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Field studies on the tropospheric degradation mechanisms of biogenic VOC's Isoprene and DMS


To study by field experiments the chemical behaviour of two important natural VOCs: isoprene in continental regions and DMS in maritime areas.

The photochemistry of short lived substances emitted in the lower troposphere cannot be described by simple schemes. Highly reactive volatile organic compounds (VOC's) are rapidly oxidized in the boundary layer. These substances not only react with hydroxyl radicals, but also with nitrate radicals and have probably an important role as precursors of peroxy radicals which in turn influence the photochemical budget of hydroxyls and ozone. In this concern, and due to their high emission rates, the importance of dimethylsulfide (DMS) produced by the ocean surface and isoprene produced by vegetation in forested areas is a major fate of the photochemical budget of the lower atmosphere. The degradation mechanisms and kinetics of oxidation of isoprene and DMS are not well known, particularly, the interactions of the compounds and their secondary products with O3, HOX, and NOX. This will be validated through laboratory experiments (see companion project LABVOC), but also validated in the field near strong surface sources, under low NOX and high NOX conditions, and under the influence of variable photochemical conditions with a particular emphasis on the difference between daytime and night time chemistry. Particularly, the hydroxyl and peroxy radicals budget will take into account the reaction of peroxy and nitrate radicals. Field experiments will be done for the study of DMS degradation on a coastal site "Pointe de Penmarc'h" located in western Britanny (France). This site has been proved to be an almost ideal site for the measurements of DMS photochemical degradation under these various influences. Isoprene degradation will be studied on a eucalyptus forest site.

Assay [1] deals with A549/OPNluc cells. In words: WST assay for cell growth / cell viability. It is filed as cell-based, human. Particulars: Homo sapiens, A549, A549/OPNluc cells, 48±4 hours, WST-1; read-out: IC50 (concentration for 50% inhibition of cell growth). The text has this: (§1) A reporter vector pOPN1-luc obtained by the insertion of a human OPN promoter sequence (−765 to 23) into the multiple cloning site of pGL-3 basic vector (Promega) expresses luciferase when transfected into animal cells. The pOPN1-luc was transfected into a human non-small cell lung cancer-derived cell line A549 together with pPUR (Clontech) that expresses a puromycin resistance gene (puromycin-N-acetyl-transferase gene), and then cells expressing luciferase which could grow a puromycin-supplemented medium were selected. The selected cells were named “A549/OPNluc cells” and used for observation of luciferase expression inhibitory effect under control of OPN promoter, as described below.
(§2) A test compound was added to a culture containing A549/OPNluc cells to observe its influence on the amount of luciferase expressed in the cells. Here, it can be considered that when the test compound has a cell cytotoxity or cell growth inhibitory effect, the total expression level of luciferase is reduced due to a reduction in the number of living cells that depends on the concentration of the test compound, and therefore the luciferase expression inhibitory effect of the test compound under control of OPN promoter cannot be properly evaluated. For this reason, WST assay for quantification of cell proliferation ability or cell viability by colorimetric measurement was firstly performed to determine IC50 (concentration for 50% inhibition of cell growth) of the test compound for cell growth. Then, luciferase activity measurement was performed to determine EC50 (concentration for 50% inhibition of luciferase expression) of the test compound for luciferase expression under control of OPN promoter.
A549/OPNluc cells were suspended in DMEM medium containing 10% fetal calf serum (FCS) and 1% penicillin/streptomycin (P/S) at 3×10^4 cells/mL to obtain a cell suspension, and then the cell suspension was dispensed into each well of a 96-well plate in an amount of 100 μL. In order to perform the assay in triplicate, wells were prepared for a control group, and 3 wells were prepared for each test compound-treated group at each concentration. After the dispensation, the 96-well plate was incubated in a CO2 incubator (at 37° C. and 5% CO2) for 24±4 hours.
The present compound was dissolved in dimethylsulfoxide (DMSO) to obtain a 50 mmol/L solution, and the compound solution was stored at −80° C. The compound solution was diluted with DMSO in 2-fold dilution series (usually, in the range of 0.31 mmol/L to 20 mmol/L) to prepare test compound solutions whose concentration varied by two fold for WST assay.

Intensive field experiments in 1993 and 1994 will include the measurements of primary substances and their degradation products (sulfur dioxide, methane sulfonic acid, sulfate aerosols, organic acids, aldehydes) at different levels, the monitoring of background concentrations of the species involved in the photochemical system (NOX, O3, CH4, CO) and the determination of free radicals (RO2, HO2, NO3,). These data will be connected to radiative parameters (photolysis frequency of NO2 and NO3), meteorological and micrometeorological measurements in order to assess the fluxes, lifetimes and the reaction pathways of primary and secondary substances in the lower troposphere.

Call for proposal

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Centre National de la Recherche Scientifique (CNRS)
Avenue de la terrasse
91198 Gif-sur-yvette

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EU contribution
€ 0,00

Participants (6)